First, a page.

Bowing to pressure from nearby states that are moving to legalize marijuana, Democratic Rhode Island Gov. Gina Raimondo, who has long remained reluctant about the issue, says she will formally propose that the Ocean State end cannabis prohibition.
“Things have changed, mainly because all of our neighbors are moving forward,” she told the Providence Journal in an article published Jan. 13, 2019. “We're not an island, in fact. Like it or not, we're going to be incurring public safety and public health expenses because it's legal in Massachusetts. … And I think it is time for us to put together our own regulatory and taxing framework.”
Newly inaugurated Democratic Connecticut Gov. Ned Lamont has said that legalizing marijuana in his state will be among his “priorities” for the new legislative session.
Unlike most other states that have moved to enact legalization, however, Raimondo wants Rhode Island to prohibit home cultivation of cannabis. She also wants to ban high-potency forms of marijuana products, such as dabs. Servings of edibles could contain no more than 5 milligrams of THC.
Raimondo said that she spoke with several other governors about marijuana policy at a conference in December 2018.
“It's going to be the strongest regulatory framework in the country,” she argued.
“We have seen the pitfalls of home cultivation in other states when it comes to how it threatens public health and public safety,” Norman Birenbaum, the state's top medical cannabis regulator and a key Raimondo advisor on the broader legalization plan, told the Journal. “How it promotes the illicit market. How it undercuts the regulated market, how it puts unsafe and untested and unregulated product out there for people. And how it also serves as cover for states that supposedly have adult use to be export states and export to the rest of the country. And we don't think that we should have that mechanism here.”
Medical cannabis patients would still be allowed to grow their own medicine, he said. Currently, Washington is the only one of the 10 legalized states that does not allow recreational marijuana consumers to grow their own.
Birenbaum also suggested that the state's three existing medical cannabis dispensaries would continue serving patients but would also likely add adult-use sales. About 20-40 additional retail outlets would be licensed as well, subject to municipal approval. Sales are expected to begin early next year.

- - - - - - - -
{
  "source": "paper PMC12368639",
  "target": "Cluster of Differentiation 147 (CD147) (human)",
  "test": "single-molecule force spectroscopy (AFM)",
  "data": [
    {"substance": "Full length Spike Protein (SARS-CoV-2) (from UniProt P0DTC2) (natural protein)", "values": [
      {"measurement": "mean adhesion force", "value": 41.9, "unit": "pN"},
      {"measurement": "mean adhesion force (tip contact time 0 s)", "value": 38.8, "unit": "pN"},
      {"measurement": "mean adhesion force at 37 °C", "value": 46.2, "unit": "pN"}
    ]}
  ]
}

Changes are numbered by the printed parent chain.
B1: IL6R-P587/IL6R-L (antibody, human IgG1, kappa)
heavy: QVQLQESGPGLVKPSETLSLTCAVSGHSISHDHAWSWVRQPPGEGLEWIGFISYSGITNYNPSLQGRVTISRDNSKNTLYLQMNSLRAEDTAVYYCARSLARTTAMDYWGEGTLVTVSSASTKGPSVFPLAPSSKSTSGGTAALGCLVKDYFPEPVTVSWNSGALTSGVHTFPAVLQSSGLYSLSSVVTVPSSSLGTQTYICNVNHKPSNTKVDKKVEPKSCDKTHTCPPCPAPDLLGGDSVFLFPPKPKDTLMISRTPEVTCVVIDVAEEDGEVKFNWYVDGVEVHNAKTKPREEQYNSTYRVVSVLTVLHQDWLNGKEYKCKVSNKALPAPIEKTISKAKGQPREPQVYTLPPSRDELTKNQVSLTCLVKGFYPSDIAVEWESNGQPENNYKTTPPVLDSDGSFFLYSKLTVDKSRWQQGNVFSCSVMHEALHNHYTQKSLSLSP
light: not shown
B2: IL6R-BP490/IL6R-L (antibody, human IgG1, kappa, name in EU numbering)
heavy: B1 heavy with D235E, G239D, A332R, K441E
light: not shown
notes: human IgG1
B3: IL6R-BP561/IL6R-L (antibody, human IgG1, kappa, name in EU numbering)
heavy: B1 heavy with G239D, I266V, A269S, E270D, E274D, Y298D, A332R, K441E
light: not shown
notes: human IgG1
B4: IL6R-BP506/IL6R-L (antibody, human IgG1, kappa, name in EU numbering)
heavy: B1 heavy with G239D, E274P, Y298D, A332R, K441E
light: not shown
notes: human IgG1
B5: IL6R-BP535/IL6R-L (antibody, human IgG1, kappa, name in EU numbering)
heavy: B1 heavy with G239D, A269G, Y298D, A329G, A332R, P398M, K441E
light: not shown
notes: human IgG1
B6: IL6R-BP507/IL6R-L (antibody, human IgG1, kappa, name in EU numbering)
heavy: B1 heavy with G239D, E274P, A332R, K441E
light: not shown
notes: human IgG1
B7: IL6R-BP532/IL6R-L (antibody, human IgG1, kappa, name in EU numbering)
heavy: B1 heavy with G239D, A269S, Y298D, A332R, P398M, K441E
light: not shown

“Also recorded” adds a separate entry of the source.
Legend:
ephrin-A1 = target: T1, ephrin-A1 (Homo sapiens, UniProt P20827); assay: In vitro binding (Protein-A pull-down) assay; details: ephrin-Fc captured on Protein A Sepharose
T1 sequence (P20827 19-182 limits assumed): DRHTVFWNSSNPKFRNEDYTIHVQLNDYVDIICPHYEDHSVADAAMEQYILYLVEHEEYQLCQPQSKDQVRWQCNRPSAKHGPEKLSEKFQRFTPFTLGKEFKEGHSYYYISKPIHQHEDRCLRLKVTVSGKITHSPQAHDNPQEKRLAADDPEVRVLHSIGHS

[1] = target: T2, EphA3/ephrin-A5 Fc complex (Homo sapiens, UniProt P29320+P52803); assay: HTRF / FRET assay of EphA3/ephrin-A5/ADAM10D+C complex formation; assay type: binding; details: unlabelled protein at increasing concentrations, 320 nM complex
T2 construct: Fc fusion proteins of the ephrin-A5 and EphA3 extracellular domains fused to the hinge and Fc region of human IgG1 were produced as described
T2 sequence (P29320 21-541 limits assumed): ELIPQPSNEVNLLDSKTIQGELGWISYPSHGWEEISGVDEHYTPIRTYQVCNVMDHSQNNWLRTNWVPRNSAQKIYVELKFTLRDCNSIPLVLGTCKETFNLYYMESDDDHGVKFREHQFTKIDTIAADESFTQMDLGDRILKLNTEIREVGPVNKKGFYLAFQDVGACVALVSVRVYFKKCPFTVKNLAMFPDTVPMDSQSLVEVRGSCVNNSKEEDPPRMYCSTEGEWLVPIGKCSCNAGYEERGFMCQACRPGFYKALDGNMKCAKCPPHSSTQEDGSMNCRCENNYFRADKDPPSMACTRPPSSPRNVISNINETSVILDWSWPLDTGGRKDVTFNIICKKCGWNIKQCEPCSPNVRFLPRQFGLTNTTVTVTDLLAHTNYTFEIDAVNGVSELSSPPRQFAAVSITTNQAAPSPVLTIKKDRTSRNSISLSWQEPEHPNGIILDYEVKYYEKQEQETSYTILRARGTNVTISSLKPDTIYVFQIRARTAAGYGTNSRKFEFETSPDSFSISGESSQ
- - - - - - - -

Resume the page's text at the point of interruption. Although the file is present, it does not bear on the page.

In recent weeks, the governor and Rhode Island legislative leaders have begun to talk openly about the fact that legalization in neighboring states is increasing pressure to act.
“Given my druthers, if I could make all of these decisions in a vacuum, I've been favoring a wait-and-see approach,” Raimondo said in late 2018. “However, Connecticut is going to do it. The new governor-elect has been crystal clear, this is a priority. It's happening. Massachusetts is already doing it. We're a tiny state in between these two other states.”
Democratic House Speaker Nicholas Mattiello raised similar concerns.
“I think we have to study it and then decide what we want to do as a state, but I am mindful that Massachusetts has legalized it. I believe Connecticut is going to legalize it,” he said. “I think we're probably going to end up with more social costs without the revenues and that would probably be the worst situation of all.”
Democratic New York Gov. Andrew Cuomo, who endorsed legalizing marijuana in December 2018, has also characterized his own shift as being precipitated by the looming fall of prohibition in nearby states, such as New Jersey. In Rhode Island, Raimondo is expected to formally release details of her legalization plan in her proposed budget, which will be submitted to the legislature Jan. 17, 2019, though she may also discuss the issue in her State of the State speech on Jan. 15. It remains to be seen whether lawmakers will agree with all of the finer points of the governor's proposal.
This article has been republished from Marijuana Moment under a content syndication agreement. Read the original article here.